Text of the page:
Review of: The Cage by Megan Shepherd
Genre: YA, Sci-fi
Cora Mason is headed to a ski lodge with her brother, where she hopes that their divorced parents will be able to keep it together just long enough to have a pleasant holiday together, like a real family should. The daughter of a politician, she has been warned and coached about what to do in a kidnapping situation, but all of that information doesn’t really seem relevant when she wakes up in the middle of a desert. Even more puzzling is the variety in terrain around her, and the 5 other young people who are just as startled to be there as she is. What exactly happened? As Cora attempts to unravel the mystery of how she ended up away from her family and in this bizarre environment, she comes to the bone-chilling conclusion that they are being held in an elaborate human zoo. The revelation that they are not even on earth any more, and being held hostage by aliens seals her determination to leave, one way or another. She wants nothing more than to escape, but her companions seem all too willing to settle into the sham of a life laid out before them. Her jailer, Cassian, is the only one who might be able to help her, but will she be able to leave her companions to their own devices, even at the price of her own freedom?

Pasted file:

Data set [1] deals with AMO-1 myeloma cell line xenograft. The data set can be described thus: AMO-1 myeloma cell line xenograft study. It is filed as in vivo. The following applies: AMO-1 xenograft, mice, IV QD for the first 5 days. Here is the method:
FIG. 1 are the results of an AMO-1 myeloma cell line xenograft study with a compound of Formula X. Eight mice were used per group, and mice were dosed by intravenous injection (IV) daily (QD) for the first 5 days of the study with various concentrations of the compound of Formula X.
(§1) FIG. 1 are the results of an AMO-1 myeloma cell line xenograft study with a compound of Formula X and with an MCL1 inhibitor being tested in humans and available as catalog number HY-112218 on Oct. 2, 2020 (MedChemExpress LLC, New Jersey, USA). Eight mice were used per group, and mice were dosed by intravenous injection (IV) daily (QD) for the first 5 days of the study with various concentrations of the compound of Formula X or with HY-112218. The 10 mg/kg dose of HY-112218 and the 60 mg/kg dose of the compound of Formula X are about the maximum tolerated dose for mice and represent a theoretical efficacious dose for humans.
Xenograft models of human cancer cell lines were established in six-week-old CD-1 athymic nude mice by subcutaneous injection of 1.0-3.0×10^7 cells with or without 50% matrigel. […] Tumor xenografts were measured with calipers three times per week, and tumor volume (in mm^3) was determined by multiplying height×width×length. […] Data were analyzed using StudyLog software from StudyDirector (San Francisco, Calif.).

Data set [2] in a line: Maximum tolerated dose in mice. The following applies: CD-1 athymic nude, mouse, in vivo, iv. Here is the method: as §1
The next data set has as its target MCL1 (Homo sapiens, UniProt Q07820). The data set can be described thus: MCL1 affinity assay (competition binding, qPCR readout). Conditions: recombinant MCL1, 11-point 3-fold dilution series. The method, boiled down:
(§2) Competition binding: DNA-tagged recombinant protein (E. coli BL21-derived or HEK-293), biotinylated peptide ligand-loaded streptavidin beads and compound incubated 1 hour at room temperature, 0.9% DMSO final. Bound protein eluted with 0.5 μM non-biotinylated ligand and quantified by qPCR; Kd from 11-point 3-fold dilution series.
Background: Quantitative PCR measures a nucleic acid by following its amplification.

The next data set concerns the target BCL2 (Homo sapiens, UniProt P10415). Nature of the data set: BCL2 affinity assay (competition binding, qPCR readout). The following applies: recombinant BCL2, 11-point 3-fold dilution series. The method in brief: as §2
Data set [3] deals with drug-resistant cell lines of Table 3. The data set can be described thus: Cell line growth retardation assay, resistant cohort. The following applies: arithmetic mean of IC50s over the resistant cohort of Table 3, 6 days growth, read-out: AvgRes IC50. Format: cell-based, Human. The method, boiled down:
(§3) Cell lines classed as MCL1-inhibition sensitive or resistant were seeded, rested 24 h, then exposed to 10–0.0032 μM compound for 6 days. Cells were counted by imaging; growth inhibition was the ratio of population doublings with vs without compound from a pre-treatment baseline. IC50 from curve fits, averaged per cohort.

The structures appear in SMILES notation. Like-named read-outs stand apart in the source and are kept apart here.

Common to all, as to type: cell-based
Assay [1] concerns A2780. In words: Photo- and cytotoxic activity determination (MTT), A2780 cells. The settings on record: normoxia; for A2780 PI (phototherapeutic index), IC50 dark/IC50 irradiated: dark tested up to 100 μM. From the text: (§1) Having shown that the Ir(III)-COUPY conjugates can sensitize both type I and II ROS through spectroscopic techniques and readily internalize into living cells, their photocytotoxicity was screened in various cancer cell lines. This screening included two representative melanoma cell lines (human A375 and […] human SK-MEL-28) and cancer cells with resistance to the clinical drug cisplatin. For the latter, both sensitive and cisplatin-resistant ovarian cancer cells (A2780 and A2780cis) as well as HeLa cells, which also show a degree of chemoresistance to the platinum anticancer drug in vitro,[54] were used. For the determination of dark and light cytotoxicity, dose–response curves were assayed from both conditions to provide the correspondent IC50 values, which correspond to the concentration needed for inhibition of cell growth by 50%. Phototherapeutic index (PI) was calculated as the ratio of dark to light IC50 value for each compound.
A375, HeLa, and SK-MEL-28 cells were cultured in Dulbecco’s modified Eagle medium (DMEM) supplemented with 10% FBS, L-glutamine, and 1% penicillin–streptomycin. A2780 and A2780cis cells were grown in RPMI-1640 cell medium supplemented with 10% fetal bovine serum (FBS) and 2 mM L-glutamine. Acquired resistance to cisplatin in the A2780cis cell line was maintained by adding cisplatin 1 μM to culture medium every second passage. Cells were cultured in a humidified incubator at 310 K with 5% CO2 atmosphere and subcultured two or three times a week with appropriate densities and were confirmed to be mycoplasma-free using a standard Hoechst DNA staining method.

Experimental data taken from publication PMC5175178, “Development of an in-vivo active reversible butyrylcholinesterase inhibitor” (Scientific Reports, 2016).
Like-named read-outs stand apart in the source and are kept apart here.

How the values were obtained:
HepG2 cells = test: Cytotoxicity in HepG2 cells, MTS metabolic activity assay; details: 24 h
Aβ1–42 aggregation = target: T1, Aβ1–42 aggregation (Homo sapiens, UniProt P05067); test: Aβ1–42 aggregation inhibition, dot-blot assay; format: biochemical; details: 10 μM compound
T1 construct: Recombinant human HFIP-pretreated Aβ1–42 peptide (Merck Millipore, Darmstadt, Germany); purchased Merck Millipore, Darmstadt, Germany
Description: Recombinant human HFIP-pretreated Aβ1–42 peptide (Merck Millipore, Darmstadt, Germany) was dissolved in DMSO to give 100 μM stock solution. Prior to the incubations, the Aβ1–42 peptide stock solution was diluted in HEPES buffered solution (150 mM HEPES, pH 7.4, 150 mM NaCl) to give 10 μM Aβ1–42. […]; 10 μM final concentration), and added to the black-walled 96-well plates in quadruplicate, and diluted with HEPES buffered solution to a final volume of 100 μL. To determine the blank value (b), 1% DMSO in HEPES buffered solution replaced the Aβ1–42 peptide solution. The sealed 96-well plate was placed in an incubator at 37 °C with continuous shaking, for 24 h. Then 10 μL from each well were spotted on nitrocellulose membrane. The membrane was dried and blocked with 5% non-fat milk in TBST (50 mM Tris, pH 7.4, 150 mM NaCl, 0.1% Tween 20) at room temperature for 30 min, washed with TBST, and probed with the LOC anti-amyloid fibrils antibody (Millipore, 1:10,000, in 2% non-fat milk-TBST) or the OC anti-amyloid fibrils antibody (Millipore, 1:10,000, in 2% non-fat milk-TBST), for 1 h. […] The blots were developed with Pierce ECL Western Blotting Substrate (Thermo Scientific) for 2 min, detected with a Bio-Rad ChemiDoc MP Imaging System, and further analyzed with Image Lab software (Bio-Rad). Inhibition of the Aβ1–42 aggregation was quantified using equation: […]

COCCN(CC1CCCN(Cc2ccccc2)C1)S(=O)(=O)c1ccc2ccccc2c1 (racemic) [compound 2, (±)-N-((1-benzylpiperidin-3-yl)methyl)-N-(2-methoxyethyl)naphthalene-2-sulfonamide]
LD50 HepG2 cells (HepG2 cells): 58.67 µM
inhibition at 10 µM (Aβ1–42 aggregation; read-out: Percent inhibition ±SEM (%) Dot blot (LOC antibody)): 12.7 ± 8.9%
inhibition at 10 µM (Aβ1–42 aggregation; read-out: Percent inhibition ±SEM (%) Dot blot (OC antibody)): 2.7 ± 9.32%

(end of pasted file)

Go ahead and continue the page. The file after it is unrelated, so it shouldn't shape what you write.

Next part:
A few months ago I read The Madman’s Daughter series, by Megan Shepherd (read my review of it here). I enjoyed it quite enough to snap up The Cage, when I realized the author was one and the same. That said, one can’t really fairly compare The Madman’s Daughter and The Cage because they are completely different books in different genres. I do really enjoy Shepherd’s writing style, and that is true of both books.
Moving on to the direct review of this book… I’ve said it before, I’ll say it again, I don’t usually read much sci-fi. I think I should read more, because I always enjoy it. Cora was a good character. She made a lot of sense, and the story fit nicely around her. Throughout the course of the book though, the viewpoint flips from character to character, going through 5 in all. That messed with the continuity for me. I would be whizzing through a chapter, getting more and more confused, only to belatedly realize that it was from a different character’s viewpoint.
I didn’t dislike the other characters, I just think the story would have worked better with a little more continuity.
Besides that mini-gripe, I really appreciated this book. It had a lively pace, and plenty of plot twists. The ending especially threw me for a loop, and placed this book well outside the arena of predictable YA novels.
I’m sure it’s the first in the series–a fact made doubly difficult by the fact that it only just came out, so any sequel will be at least a year away. Guess we have books to look forward to!
If you’re a fan of YA fiction, especially the Dystopian/Sci-fi genres, definitely give this book a whirl!
My rating: 4 out of 5 stars.